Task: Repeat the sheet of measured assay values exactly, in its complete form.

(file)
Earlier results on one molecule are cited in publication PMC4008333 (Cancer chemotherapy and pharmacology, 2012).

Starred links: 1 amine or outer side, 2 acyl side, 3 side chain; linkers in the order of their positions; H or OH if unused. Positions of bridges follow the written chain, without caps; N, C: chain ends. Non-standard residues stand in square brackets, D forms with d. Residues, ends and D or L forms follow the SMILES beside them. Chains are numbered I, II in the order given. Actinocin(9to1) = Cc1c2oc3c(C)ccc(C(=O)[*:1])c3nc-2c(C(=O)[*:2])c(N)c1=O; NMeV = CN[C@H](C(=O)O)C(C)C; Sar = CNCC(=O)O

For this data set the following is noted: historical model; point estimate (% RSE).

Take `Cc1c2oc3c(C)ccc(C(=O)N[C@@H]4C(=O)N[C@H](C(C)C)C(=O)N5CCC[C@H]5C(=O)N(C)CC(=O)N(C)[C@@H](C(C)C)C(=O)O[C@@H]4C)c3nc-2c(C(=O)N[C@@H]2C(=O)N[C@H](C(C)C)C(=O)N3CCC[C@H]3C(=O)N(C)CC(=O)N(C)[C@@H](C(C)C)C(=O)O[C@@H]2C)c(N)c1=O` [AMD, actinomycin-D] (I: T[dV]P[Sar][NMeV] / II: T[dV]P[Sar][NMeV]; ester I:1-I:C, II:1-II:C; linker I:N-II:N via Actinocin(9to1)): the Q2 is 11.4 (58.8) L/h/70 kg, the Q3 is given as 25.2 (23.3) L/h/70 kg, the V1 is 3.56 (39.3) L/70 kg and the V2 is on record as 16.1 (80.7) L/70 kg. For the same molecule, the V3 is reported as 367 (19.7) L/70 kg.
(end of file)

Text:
Earlier results on one molecule are cited in publication PMC4008333 (Cancer chemotherapy and pharmacology, 2012).

Starred links: 1 amine or outer side, 2 acyl side, 3 side chain; linkers in the order of their positions; H or OH if unused. Positions of bridges follow the written chain, without caps; N, C: chain ends. Non-standard residues stand in square brackets, D forms with d. Residues, ends and D or L forms follow the SMILES beside them. Chains are numbered I, II in the order given. Actinocin(9to1) = Cc1c2oc3c(C)ccc(C(=O)[*:1])c3nc-2c(C(=O)[*:2])c(N)c1=O; NMeV = CN[C@H](C(=O)O)C(C)C; Sar = CNCC(=O)O

For this data set the following is noted: historical model; point estimate (% RSE).

Take `Cc1c2oc3c(C)ccc(C(=O)N[C@@H]4C(=O)N[C@H](C(C)C)C(=O)N5CCC[C@H]5C(=O)N(C)CC(=O)N(C)[C@@H](C(C)C)C(=O)O[C@@H]4C)c3nc-2c(C(=O)N[C@@H]2C(=O)N[C@H](C(C)C)C(=O)N3CCC[C@H]3C(=O)N(C)CC(=O)N(C)[C@@H](C(C)C)C(=O)O[C@@H]2C)c(N)c1=O` [AMD, actinomycin-D] (I: T[dV]P[Sar][NMeV] / II: T[dV]P[Sar][NMeV]; ester I:1-I:C, II:1-II:C; linker I:N-II:N via Actinocin(9to1)): the Q2 is 11.4 (58.8) L/h/70 kg, the Q3 is given as 25.2 (23.3) L/h/70 kg, the V1 is 3.56 (39.3) L/70 kg and the V2 is on record as 16.1 (80.7) L/70 kg. For the same molecule, the V3 is reported as 367 (19.7) L/70 kg.